“Everyone is a patient,” says Isabelle Faber, author of petition 2504. And it is because many felt the same way about this subject that a public debate was held in parliament on Wednesday 8 March, after the petition collected over 4,900 signatures--and thus far more than the 4,500 minimum--after it was published in October 2022.
According to Faber, the situation is simple: after a request to the CHL, it currently takes eight months to obtain a mammogram. “And the situation is the same in all departments,” she notes. Access to colonoscopy, MRI, densitometry and CT scans present the same difficulties.
The damage has multiple aspect during this waiting period. On one hand, it is psychological, for the patient as well as for the family. “We survive rather than live,” during this period, remembers Faber. Of course, there is also the impact of the waiting time on the disease itself.
Increased risk of death
Jean-Baptiste Olivier, a surgeon at the CHL, points out that if breast cancer is diagnosed at an early stage, the risk of developing the disease again is 13%. Beyond that, with a tumour larger than two cm, the risk increases to 19%. "Six more women out of 100 will get cancer," he says.
The risk of death is also multiplied: if the metastases have not reached any lymph nodes, the risk of death at 20 years is 15%. It doubles if one or two nodes are affected, and when three or four are affected, the risk of death increases to 49%. “Every week of delay is a week lost,” says the doctor, for whom there is a real “urgency” to diagnose breast cancer, which affects 500 women a year in the country.
Another problem that the surgeon notes is the organisation of screening: 95% of the screenings carried out in hospitals are negative. “We need to give the hospitals back to the patients,” he says, calling for screening facilities for healthy people to be outsourced--for example to a national centre, public or private--so that hospitals can be reserved for emergencies.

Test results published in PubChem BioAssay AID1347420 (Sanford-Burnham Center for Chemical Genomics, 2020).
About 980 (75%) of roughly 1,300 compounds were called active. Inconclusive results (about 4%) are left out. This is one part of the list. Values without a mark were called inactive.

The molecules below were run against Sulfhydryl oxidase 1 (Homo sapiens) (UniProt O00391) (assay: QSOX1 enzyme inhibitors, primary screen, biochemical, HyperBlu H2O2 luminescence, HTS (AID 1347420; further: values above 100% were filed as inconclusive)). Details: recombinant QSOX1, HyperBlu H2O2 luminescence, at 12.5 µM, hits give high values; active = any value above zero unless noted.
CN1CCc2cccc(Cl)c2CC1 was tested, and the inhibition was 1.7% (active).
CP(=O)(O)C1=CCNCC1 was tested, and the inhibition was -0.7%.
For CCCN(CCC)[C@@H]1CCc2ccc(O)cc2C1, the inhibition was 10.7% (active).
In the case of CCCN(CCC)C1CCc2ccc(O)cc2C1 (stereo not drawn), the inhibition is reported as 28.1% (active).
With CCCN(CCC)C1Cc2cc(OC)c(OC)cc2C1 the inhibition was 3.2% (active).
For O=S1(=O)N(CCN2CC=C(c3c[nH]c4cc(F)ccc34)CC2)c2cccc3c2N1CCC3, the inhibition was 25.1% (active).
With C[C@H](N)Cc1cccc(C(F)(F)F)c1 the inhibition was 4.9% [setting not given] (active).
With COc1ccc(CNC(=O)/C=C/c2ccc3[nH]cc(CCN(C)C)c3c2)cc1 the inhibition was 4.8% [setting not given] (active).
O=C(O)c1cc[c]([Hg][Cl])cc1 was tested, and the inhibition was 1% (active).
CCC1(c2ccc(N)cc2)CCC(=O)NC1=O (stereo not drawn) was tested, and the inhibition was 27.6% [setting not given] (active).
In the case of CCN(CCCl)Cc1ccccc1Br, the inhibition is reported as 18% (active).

Demographics at issue
On the government side, health minister Paulette Lenert (LSAP) acknowledges the petitioners’ observation. The main reason for this situation is simple: demographic growth. With an increase in the resident population of 25% over a decade and a doubling of the number of non-resident insured persons using Luxembourg's medical services, the country is facing a “major challenge.”
Infrastructure, human resources, equipment: it is difficult to adapt all this to the pace of demand. The minister tried to demonstrate the efforts made. The number of MRI scanners has “almost doubled” since 2018, from seven to 12 at present, with a 13th to be delivered within the year.
On a European scale, the country is first for the number of scanners per inhabitant and is now fourth for MRIs, compared to eighth in 2018. An improvement, according to the minister, “even if we are not yet where we should be,” she admits.
No to privatising the health system
Lenert also said that work is underway with hospitals to set up a single platform for booking appointments and with the national health agency CNS and the hospital federation FHL to activate additional time slots for the use of equipment, particularly in the morning. The optimisation of the patient pathway is also in the process of being implemented and this is the final stage of the national health plan, which will be presented in the coming months.
In any case, the chairman of the health committee, MP Mars Di Bartolomeo (LSAP), assures us that, while it is necessary to “intervene and fill in the gaps,” the “current health system” must “not be called into question”--a way of responding to the CSV’s desire for privatisation. “Those who destroyed health systems based on solidarity are now going backwards. And it is not easy to rebuild," he warns.
This article was first published in French on Paperjam. It has been translated for Delano.